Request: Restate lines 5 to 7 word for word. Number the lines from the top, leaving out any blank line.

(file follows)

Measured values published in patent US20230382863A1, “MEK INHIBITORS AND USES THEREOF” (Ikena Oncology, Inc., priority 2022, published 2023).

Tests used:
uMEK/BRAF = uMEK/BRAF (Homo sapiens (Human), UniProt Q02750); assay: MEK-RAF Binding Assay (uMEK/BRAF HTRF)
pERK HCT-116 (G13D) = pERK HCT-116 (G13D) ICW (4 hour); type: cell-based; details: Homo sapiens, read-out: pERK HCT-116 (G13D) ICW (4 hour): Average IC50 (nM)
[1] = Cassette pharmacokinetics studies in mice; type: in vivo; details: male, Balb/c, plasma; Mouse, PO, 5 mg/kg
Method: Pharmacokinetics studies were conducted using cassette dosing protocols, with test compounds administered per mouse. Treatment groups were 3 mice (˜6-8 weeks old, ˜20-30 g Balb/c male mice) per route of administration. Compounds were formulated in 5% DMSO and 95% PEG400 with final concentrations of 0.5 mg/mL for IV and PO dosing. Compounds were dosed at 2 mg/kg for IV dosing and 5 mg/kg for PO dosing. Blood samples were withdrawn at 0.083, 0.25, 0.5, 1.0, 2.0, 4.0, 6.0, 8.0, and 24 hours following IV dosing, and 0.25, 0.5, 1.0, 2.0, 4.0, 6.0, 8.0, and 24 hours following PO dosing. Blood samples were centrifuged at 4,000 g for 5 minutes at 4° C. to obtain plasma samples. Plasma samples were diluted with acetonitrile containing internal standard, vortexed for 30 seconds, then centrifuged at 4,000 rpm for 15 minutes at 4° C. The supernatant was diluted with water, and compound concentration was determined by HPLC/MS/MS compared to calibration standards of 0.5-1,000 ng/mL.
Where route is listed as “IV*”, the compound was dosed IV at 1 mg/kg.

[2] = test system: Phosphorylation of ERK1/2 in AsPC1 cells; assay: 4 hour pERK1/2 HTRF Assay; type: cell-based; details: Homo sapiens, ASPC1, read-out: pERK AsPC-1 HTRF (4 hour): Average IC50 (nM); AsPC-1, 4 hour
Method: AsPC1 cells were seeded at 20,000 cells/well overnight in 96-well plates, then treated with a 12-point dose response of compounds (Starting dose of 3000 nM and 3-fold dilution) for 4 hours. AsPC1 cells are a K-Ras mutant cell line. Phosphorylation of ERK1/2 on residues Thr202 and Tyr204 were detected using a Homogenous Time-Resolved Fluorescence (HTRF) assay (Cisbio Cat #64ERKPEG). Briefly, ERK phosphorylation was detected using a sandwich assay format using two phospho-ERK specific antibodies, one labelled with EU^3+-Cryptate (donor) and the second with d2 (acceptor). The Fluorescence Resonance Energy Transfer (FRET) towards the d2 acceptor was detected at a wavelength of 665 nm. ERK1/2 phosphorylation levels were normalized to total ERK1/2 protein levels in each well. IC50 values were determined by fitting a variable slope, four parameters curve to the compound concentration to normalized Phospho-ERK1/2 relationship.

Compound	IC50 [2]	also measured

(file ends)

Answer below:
[1] = Cassette pharmacokinetics studies in mice; type: in vivo; details: male, Balb/c, plasma; Mouse, PO, 5 mg/kg
Method: Pharmacokinetics studies were conducted using cassette dosing protocols, with test compounds administered per mouse. Treatment groups were 3 mice (˜6-8 weeks old, ˜20-30 g Balb/c male mice) per route of administration. Compounds were formulated in 5% DMSO and 95% PEG400 with final concentrations of 0.5 mg/mL for IV and PO dosing. Compounds were dosed at 2 mg/kg for IV dosing and 5 mg/kg for PO dosing. Blood samples were withdrawn at 0.083, 0.25, 0.5, 1.0, 2.0, 4.0, 6.0, 8.0, and 24 hours following IV dosing, and 0.25, 0.5, 1.0, 2.0, 4.0, 6.0, 8.0, and 24 hours following PO dosing. Blood samples were centrifuged at 4,000 g for 5 minutes at 4° C. to obtain plasma samples. Plasma samples were diluted with acetonitrile containing internal standard, vortexed for 30 seconds, then centrifuged at 4,000 rpm for 15 minutes at 4° C. The supernatant was diluted with water, and compound concentration was determined by HPLC/MS/MS compared to calibration standards of 0.5-1,000 ng/mL.
Where route is listed as “IV*”, the compound was dosed IV at 1 mg/kg.